Duterte offers talks with militant group

Special Duterte offers talks with militant group
Philippine President Rodrigo Duterte gestures as he delivers his state of the nation address at Congress in Manila on July 23, 2018. (AFP)
Updated 29 July 2018

Duterte offers talks with militant group

Duterte offers talks with militant group
  • “One of the most brutal terrorist groups in Asia, engaging the ASG should be the focus of the Philippines”
  • Duterte only said he’ll talk to the ASG about its possible integration and rehabilitation into society

MANILA: Philippine President Rodrigo Duterte’s expressed willingness on Friday to hold talks with the Abu Sayyaf Group (ASG) is timely as militant groups are now embracing Daesh’s ideology, security experts say.

Now that Duterte has signed the Bangsamoro Organic Law (BOL), which gives self-rule to the country’s Muslim minority, it is time to “stop making war,” he said.

The BOL “is already signed,” he added. “Let us just give it time. Let us not engage in war because if we do... we would all just die.”

Prof. Rohan Gunaratna, an international terrorism expert, told Arab News that Duterte “is determined to restore peace and security” to the island of Mindanao.

“Already factionalized, if the ASG is uncooperative, it’s within the capabilities of the Armed Forces of the Philippines to contain, isolate and eliminate it,” Gunaratna added.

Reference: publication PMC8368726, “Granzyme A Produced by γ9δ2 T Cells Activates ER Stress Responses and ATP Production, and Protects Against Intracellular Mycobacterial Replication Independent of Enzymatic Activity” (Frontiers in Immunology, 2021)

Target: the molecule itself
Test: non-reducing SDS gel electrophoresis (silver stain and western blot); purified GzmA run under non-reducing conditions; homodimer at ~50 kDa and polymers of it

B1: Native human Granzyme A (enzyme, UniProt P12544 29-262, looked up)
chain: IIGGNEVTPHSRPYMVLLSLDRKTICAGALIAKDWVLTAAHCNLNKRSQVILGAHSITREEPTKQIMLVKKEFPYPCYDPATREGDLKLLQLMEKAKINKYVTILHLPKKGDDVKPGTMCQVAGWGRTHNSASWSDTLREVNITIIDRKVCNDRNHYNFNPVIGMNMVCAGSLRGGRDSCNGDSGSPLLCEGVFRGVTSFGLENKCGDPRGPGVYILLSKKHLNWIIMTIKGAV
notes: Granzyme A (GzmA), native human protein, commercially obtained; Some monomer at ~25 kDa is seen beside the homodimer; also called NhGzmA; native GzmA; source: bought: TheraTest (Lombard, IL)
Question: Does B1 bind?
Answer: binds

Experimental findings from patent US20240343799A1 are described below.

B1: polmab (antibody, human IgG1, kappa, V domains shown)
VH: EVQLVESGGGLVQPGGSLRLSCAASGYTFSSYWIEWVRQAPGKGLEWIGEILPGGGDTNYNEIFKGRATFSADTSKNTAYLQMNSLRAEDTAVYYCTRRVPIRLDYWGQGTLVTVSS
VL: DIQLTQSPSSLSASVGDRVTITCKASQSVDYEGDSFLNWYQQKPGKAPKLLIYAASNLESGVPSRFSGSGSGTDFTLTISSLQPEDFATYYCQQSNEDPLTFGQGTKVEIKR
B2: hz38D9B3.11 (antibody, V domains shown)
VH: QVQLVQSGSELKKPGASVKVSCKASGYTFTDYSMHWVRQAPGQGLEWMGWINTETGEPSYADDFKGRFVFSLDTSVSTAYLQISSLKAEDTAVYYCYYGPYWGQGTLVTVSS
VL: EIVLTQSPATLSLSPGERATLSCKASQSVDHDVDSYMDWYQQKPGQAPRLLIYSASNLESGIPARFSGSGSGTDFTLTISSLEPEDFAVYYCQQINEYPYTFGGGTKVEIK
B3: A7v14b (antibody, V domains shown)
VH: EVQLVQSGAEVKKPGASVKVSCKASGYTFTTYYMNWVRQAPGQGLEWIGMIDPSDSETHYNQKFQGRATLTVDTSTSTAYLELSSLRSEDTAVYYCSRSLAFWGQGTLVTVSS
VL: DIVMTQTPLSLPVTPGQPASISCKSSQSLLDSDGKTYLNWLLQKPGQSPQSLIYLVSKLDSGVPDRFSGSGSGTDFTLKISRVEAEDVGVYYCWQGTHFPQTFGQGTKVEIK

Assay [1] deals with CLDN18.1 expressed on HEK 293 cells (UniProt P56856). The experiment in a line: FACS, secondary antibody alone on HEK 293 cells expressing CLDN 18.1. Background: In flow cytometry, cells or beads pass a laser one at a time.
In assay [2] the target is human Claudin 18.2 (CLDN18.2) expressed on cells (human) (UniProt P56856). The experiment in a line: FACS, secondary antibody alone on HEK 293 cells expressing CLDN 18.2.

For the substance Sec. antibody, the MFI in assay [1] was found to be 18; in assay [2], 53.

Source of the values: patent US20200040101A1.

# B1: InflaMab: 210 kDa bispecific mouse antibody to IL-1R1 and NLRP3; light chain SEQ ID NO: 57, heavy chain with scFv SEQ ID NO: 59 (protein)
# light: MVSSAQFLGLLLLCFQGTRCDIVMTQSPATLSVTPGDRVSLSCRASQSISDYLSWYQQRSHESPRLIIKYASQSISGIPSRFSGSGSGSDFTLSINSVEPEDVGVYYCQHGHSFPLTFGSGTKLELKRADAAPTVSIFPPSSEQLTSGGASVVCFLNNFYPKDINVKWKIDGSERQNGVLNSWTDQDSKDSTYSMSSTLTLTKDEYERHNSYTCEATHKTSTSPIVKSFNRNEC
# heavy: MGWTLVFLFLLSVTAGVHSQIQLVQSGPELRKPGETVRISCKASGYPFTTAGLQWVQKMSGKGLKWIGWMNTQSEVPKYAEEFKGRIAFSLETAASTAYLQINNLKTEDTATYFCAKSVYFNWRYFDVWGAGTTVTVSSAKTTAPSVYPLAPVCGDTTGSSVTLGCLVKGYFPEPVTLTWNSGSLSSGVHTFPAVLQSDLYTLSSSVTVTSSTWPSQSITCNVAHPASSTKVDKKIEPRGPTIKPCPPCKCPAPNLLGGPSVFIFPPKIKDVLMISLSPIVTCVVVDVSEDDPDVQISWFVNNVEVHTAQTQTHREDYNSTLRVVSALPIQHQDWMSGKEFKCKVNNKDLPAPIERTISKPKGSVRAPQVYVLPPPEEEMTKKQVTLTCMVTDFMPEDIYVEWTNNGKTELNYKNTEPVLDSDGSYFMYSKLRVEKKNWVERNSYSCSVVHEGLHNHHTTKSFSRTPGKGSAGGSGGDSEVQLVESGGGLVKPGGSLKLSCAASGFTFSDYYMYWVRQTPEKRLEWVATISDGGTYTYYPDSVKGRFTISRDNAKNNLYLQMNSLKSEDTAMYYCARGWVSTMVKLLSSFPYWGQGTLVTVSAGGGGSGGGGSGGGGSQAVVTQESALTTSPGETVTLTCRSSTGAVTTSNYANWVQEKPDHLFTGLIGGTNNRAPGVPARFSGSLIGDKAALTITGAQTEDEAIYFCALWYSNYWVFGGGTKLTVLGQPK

“One of the most brutal terrorist groups in Asia, engaging the ASG should be the focus of the Philippines.”

Defense Secretary Delfin Lorenzana has expressed his support for Duterte’s offer of talks with the ASG.

“If we have peace talks with the Communist Party of the Philippines, why not the ASG? Specially those who have not committed capital offenses,” Lorenzana wrote, adding that those who have decapitated hostages will have to answer for their crimes.

Asked if he believes that negotiations with the ASG would succeed, he replied: “Yes, there are already surrenders and more feelers.”

But Eliseo Mercado, a senior policy adviser to the Institute of Autonomy and Good Governance (IAG), which provided technical assistance in drafting the BOL, told Arab News: “I know that the president would like to talk to the ASG. But talking to it doesn’t necessarily mean peace talks.”

The aim is “probably just to encourage it to lay down its arms,” Mercado said. “Duterte only said he’ll talk to the ASG about its possible integration and rehabilitation into society. I suppose that’s possible, but giving them an amnesty is subject to a resolution in Congress.”